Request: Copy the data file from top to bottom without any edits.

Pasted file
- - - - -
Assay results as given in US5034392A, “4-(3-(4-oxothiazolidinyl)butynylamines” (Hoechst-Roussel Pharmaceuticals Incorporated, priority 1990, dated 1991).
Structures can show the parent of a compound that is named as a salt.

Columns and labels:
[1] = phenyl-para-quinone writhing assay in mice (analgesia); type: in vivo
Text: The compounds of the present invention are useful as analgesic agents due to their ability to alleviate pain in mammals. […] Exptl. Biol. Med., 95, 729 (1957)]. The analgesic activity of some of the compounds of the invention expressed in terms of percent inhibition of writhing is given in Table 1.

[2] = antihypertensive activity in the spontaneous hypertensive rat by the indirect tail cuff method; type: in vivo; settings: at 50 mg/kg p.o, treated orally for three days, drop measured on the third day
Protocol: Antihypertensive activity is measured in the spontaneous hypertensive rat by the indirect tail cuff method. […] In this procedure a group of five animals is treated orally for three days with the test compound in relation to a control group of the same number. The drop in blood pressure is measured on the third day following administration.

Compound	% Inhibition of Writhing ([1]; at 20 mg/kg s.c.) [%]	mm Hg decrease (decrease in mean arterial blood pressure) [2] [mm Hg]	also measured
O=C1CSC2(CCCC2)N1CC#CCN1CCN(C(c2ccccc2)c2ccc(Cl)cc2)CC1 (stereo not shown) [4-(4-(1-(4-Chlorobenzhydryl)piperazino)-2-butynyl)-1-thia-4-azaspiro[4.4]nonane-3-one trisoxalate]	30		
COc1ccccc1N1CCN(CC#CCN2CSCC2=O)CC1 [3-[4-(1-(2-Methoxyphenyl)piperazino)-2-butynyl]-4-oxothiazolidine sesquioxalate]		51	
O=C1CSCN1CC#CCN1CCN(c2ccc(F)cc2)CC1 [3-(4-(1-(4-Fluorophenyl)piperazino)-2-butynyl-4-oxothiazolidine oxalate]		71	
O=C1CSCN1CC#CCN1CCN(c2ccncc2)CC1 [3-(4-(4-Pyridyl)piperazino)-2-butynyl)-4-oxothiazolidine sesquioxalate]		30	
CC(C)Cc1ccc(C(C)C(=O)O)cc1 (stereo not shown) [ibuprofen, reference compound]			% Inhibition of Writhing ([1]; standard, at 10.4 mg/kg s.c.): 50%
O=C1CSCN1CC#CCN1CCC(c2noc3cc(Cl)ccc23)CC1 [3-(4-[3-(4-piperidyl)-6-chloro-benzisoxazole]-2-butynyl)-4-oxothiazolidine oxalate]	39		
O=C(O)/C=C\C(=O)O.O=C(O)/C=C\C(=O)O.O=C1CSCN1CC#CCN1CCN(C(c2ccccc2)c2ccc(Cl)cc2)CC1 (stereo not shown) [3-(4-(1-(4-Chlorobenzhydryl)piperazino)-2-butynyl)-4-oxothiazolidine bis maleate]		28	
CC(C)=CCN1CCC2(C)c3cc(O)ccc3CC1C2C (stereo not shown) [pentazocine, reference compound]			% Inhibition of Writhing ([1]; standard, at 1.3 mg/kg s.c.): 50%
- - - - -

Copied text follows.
Assay results as given in US5034392A, “4-(3-(4-oxothiazolidinyl)butynylamines” (Hoechst-Roussel Pharmaceuticals Incorporated, priority 1990, dated 1991).
Structures can show the parent of a compound that is named as a salt.

Columns and labels:
[1] = phenyl-para-quinone writhing assay in mice (analgesia); type: in vivo
Text: The compounds of the present invention are useful as analgesic agents due to their ability to alleviate pain in mammals. […] Exptl. Biol. Med., 95, 729 (1957)]. The analgesic activity of some of the compounds of the invention expressed in terms of percent inhibition of writhing is given in Table 1.

[2] = antihypertensive activity in the spontaneous hypertensive rat by the indirect tail cuff method; type: in vivo; settings: at 50 mg/kg p.o, treated orally for three days, drop measured on the third day
Protocol: Antihypertensive activity is measured in the spontaneous hypertensive rat by the indirect tail cuff method. […] In this procedure a group of five animals is treated orally for three days with the test compound in relation to a control group of the same number. The drop in blood pressure is measured on the third day following administration.

Compound	% Inhibition of Writhing ([1]; at 20 mg/kg s.c.) [%]	mm Hg decrease (decrease in mean arterial blood pressure) [2] [mm Hg]	also measured
O=C1CSC2(CCCC2)N1CC#CCN1CCN(C(c2ccccc2)c2ccc(Cl)cc2)CC1 (stereo not shown) [4-(4-(1-(4-Chlorobenzhydryl)piperazino)-2-butynyl)-1-thia-4-azaspiro[4.4]nonane-3-one trisoxalate]	30		
COc1ccccc1N1CCN(CC#CCN2CSCC2=O)CC1 [3-[4-(1-(2-Methoxyphenyl)piperazino)-2-butynyl]-4-oxothiazolidine sesquioxalate]		51	
O=C1CSCN1CC#CCN1CCN(c2ccc(F)cc2)CC1 [3-(4-(1-(4-Fluorophenyl)piperazino)-2-butynyl-4-oxothiazolidine oxalate]		71	
O=C1CSCN1CC#CCN1CCN(c2ccncc2)CC1 [3-(4-(4-Pyridyl)piperazino)-2-butynyl)-4-oxothiazolidine sesquioxalate]		30	
CC(C)Cc1ccc(C(C)C(=O)O)cc1 (stereo not shown) [ibuprofen, reference compound]			% Inhibition of Writhing ([1]; standard, at 10.4 mg/kg s.c.): 50%
O=C1CSCN1CC#CCN1CCC(c2noc3cc(Cl)ccc23)CC1 [3-(4-[3-(4-piperidyl)-6-chloro-benzisoxazole]-2-butynyl)-4-oxothiazolidine oxalate]	39		
O=C(O)/C=C\C(=O)O.O=C(O)/C=C\C(=O)O.O=C1CSCN1CC#CCN1CCN(C(c2ccccc2)c2ccc(Cl)cc2)CC1 (stereo not shown) [3-(4-(1-(4-Chlorobenzhydryl)piperazino)-2-butynyl)-4-oxothiazolidine bis maleate]		28	
CC(C)=CCN1CCC2(C)c3cc(O)ccc3CC1C2C (stereo not shown) [pentazocine, reference compound]			% Inhibition of Writhing ([1]; standard, at 1.3 mg/kg s.c.): 50%